On 11 May 1813 Blaxland, Lawson and Wentworth set out from South Creek accompanied by four servants, five dogs and four horses. They walked for 17 days through the bush, marking the bark of the trees to trace their steps. Exactly 100 years later an obelisk was erected at Mt York on 28 May 1913 to mark the centenary.
How did it happen that an event that was modestly reported at the time, and which had limited immediate consequences, by the turn of the twentieth century came to be regarded as one of the most significant events in Australia’s European history? In this day long seminar, four of Australia’s leading historians: Richard Waterhouse, Grace Karskens, Martin Thomas and David Roberts will explore the mythologising of the 1813 crossing, its impacts and reflect on the wider importance of this event to Australian history. The day will conclude with a presentation by a National Parks Discovery Ranger on the Aboriginal heritage of the region and a tour of the World Heritage Exhibition.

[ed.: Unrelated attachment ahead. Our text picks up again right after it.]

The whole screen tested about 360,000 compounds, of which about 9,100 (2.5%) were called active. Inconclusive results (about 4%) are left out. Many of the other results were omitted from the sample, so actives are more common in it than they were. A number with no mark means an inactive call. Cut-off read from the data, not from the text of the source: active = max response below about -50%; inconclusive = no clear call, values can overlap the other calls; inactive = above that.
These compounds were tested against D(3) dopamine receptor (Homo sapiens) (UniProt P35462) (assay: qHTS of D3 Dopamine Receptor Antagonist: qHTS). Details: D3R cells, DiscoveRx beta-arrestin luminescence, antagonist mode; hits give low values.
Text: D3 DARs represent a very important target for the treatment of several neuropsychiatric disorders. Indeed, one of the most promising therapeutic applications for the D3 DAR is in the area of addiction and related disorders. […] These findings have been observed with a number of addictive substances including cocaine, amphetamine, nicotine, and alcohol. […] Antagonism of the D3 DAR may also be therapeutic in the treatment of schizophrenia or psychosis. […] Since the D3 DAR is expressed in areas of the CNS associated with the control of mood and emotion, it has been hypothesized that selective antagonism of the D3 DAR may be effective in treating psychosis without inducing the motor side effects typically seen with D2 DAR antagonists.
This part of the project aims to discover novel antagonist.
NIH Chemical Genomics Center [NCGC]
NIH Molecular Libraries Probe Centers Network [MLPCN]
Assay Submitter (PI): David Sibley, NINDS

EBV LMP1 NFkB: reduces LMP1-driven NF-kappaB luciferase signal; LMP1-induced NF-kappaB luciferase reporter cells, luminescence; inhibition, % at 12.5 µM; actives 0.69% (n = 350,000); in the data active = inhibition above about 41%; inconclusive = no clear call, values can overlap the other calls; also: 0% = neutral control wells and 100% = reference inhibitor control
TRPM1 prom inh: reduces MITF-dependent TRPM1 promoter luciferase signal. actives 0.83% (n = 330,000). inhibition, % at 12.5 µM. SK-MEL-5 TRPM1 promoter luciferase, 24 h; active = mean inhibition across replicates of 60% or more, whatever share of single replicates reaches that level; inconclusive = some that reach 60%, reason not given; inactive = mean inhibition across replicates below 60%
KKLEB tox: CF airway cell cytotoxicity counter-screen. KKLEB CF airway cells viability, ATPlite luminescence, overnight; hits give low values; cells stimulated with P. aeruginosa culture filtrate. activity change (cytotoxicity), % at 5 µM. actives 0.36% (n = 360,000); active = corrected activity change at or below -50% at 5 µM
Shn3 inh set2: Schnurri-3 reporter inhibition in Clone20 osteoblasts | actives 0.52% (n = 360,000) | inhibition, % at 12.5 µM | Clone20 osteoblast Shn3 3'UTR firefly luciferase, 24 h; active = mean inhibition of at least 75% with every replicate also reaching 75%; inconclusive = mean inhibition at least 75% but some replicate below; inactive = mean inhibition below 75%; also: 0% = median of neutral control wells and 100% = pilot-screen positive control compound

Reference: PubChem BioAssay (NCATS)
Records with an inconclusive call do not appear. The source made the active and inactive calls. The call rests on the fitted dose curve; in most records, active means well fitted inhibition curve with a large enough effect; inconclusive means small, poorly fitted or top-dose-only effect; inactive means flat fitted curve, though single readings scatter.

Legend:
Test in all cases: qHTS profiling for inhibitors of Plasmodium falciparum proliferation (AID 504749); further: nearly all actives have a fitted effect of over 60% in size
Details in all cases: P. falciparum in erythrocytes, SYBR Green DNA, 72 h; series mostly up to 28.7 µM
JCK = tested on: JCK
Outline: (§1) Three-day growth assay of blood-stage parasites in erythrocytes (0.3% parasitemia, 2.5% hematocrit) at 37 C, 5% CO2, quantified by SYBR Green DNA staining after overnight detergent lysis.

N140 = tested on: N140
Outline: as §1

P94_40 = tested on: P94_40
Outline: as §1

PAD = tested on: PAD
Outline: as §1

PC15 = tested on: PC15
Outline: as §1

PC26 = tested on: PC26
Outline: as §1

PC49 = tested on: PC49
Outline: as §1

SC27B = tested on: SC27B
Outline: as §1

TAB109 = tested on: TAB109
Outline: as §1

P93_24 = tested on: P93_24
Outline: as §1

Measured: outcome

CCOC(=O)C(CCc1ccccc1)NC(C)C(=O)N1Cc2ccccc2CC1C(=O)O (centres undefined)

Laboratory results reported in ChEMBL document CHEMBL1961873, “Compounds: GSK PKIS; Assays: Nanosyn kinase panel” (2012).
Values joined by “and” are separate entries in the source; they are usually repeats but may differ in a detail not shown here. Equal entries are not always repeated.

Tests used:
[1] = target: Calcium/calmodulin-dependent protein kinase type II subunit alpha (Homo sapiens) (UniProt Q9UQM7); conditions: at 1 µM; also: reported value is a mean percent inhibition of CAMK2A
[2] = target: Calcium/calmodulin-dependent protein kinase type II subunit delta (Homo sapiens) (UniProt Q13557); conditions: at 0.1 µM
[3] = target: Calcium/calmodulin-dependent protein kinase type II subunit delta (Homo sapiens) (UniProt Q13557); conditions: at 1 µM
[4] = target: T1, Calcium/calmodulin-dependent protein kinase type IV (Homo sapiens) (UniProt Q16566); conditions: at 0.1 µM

Lunch and morning tea included.
Presented by the History Council of NSW.
This event is supported by the NSW Department of Premier and Cabinet and the Blue Mountains Cultural Centre.
When: Thursday, 10 May 2012
Where: Blue Mountains Cultural Centre, 50 Parke Street, Katoomba
Cost: General $30.00 / Concession $25.00
Contact: Mandy Kretzschmar, 02 9252 8715, firstname.lastname@example.org, http://thecrossingbicentenary.eventbrite.com.au
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